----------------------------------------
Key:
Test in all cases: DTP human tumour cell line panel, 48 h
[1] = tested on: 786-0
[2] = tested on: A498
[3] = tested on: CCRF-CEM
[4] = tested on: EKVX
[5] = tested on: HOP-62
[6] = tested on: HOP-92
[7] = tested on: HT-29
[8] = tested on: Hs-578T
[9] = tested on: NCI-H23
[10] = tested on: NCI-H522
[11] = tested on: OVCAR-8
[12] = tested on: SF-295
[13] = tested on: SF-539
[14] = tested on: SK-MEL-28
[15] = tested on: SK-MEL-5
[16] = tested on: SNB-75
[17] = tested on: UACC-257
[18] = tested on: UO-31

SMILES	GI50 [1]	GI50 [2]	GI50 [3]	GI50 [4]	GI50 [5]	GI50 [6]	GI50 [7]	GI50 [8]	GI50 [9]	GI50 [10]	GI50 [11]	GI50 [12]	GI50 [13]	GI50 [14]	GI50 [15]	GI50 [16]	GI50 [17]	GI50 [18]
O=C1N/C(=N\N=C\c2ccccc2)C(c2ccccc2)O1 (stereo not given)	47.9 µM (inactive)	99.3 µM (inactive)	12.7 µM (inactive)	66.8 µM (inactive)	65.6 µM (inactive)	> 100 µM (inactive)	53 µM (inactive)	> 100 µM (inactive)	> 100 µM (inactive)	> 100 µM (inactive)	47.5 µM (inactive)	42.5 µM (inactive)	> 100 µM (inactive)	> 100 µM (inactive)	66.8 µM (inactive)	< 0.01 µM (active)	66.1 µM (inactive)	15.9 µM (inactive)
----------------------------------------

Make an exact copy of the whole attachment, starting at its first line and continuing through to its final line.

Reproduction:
Key:
Test in all cases: DTP human tumour cell line panel, 48 h
[1] = tested on: 786-0
[2] = tested on: A498
[3] = tested on: CCRF-CEM
[4] = tested on: EKVX
[5] = tested on: HOP-62
[6] = tested on: HOP-92
[7] = tested on: HT-29
[8] = tested on: Hs-578T
[9] = tested on: NCI-H23
[10] = tested on: NCI-H522
[11] = tested on: OVCAR-8
[12] = tested on: SF-295
[13] = tested on: SF-539
[14] = tested on: SK-MEL-28
[15] = tested on: SK-MEL-5
[16] = tested on: SNB-75
[17] = tested on: UACC-257
[18] = tested on: UO-31

SMILES	GI50 [1]	GI50 [2]	GI50 [3]	GI50 [4]	GI50 [5]	GI50 [6]	GI50 [7]	GI50 [8]	GI50 [9]	GI50 [10]	GI50 [11]	GI50 [12]	GI50 [13]	GI50 [14]	GI50 [15]	GI50 [16]	GI50 [17]	GI50 [18]
O=C1N/C(=N\N=C\c2ccccc2)C(c2ccccc2)O1 (stereo not given)	47.9 µM (inactive)	99.3 µM (inactive)	12.7 µM (inactive)	66.8 µM (inactive)	65.6 µM (inactive)	> 100 µM (inactive)	53 µM (inactive)	> 100 µM (inactive)	> 100 µM (inactive)	> 100 µM (inactive)	47.5 µM (inactive)	42.5 µM (inactive)	> 100 µM (inactive)	> 100 µM (inactive)	66.8 µM (inactive)	< 0.01 µM (active)	66.1 µM (inactive)	15.9 µM (inactive)